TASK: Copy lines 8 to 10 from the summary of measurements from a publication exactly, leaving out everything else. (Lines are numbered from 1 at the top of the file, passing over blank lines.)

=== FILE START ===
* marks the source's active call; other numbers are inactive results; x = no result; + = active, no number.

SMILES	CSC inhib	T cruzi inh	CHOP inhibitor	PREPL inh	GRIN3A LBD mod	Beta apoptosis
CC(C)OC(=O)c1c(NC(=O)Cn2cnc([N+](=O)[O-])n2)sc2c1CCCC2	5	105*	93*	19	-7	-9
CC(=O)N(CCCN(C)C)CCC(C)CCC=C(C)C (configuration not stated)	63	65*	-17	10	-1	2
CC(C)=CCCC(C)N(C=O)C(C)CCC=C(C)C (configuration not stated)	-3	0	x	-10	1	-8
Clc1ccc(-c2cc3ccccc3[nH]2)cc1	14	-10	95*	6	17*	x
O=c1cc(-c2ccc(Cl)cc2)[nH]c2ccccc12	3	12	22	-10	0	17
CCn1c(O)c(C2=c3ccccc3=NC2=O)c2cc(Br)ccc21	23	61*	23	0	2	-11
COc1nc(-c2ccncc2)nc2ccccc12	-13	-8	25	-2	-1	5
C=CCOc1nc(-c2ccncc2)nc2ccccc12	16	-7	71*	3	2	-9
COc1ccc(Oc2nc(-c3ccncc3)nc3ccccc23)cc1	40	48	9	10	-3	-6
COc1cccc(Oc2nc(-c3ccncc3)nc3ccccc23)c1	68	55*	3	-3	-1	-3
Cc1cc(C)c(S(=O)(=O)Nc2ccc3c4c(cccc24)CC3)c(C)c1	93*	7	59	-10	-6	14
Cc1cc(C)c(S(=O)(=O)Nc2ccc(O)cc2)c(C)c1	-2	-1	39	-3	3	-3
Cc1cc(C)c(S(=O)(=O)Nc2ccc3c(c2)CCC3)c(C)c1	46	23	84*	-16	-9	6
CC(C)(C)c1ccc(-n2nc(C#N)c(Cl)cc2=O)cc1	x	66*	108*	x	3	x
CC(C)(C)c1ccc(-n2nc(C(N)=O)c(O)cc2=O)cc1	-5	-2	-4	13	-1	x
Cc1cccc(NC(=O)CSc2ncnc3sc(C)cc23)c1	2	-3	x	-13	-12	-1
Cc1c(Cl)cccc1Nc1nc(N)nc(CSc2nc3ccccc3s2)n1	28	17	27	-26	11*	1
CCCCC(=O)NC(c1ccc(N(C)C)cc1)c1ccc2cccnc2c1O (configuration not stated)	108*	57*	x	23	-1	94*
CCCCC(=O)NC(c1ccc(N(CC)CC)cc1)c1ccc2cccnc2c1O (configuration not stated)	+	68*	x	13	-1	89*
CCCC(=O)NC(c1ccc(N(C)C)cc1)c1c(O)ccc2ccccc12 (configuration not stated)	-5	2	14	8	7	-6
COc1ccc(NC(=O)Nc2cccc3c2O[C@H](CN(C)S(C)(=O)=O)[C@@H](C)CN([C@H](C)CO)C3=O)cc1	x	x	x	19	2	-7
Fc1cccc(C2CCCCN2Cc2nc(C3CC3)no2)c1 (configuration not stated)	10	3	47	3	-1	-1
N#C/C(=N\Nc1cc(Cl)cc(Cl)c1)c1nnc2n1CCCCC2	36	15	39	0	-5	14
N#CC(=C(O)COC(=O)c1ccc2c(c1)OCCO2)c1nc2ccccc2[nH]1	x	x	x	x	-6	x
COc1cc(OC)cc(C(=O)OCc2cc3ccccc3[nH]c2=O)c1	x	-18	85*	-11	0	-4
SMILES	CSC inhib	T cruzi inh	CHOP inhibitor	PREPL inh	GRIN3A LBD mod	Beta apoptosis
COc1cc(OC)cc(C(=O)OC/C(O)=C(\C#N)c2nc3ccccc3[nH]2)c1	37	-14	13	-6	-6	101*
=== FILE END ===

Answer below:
CCn1c(O)c(C2=c3ccccc3=NC2=O)c2cc(Br)ccc21	23	61*	23	0	2	-11
COc1nc(-c2ccncc2)nc2ccccc12	-13	-8	25	-2	-1	5
C=CCOc1nc(-c2ccncc2)nc2ccccc12	16	-7	71*	3	2	-9